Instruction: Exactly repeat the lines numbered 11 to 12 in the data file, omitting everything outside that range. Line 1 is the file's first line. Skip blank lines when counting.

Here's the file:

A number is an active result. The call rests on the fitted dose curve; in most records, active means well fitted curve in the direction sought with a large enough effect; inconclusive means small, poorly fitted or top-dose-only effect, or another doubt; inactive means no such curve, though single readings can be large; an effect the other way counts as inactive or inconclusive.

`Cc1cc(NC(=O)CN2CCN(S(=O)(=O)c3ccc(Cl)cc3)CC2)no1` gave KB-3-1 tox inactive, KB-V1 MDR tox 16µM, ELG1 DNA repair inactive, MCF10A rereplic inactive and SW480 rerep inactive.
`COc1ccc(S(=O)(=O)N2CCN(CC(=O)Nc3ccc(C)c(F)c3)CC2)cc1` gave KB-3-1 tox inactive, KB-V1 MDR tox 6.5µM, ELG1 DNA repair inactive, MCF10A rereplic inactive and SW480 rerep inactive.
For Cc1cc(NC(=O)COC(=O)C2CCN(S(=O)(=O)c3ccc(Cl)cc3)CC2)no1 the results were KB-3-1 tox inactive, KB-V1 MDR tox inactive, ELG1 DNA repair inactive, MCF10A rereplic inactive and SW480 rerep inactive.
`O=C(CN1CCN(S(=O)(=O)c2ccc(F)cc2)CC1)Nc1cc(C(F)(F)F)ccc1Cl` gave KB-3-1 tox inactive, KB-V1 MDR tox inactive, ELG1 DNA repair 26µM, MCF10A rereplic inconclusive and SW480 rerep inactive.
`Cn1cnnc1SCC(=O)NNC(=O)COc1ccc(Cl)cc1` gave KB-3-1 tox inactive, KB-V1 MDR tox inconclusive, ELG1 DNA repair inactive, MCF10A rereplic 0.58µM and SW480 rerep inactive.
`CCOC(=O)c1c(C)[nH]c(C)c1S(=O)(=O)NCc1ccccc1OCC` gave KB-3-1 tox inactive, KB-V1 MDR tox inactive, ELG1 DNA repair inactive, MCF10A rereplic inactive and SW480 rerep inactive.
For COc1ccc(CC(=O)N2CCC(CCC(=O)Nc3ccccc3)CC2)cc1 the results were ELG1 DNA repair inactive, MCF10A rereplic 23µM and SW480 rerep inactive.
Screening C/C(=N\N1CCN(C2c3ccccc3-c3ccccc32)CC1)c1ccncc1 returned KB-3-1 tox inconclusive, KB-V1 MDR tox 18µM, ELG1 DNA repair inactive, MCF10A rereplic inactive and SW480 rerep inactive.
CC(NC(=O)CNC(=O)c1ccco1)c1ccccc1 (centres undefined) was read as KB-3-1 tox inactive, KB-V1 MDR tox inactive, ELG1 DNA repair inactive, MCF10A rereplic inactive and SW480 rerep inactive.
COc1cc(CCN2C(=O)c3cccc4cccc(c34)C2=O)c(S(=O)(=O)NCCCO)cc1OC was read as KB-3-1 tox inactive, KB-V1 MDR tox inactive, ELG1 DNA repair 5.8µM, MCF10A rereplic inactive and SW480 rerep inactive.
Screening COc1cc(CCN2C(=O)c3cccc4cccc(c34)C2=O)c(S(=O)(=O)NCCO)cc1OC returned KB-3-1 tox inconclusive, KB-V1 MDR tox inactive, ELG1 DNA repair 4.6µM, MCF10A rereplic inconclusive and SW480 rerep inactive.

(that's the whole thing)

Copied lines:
COc1cc(CCN2C(=O)c3cccc4cccc(c34)C2=O)c(S(=O)(=O)NCCCO)cc1OC was read as KB-3-1 tox inactive, KB-V1 MDR tox inactive, ELG1 DNA repair 5.8µM, MCF10A rereplic inactive and SW480 rerep inactive.
Screening COc1cc(CCN2C(=O)c3cccc4cccc(c34)C2=O)c(S(=O)(=O)NCCO)cc1OC returned KB-3-1 tox inconclusive, KB-V1 MDR tox inactive, ELG1 DNA repair 4.6µM, MCF10A rereplic inconclusive and SW480 rerep inactive.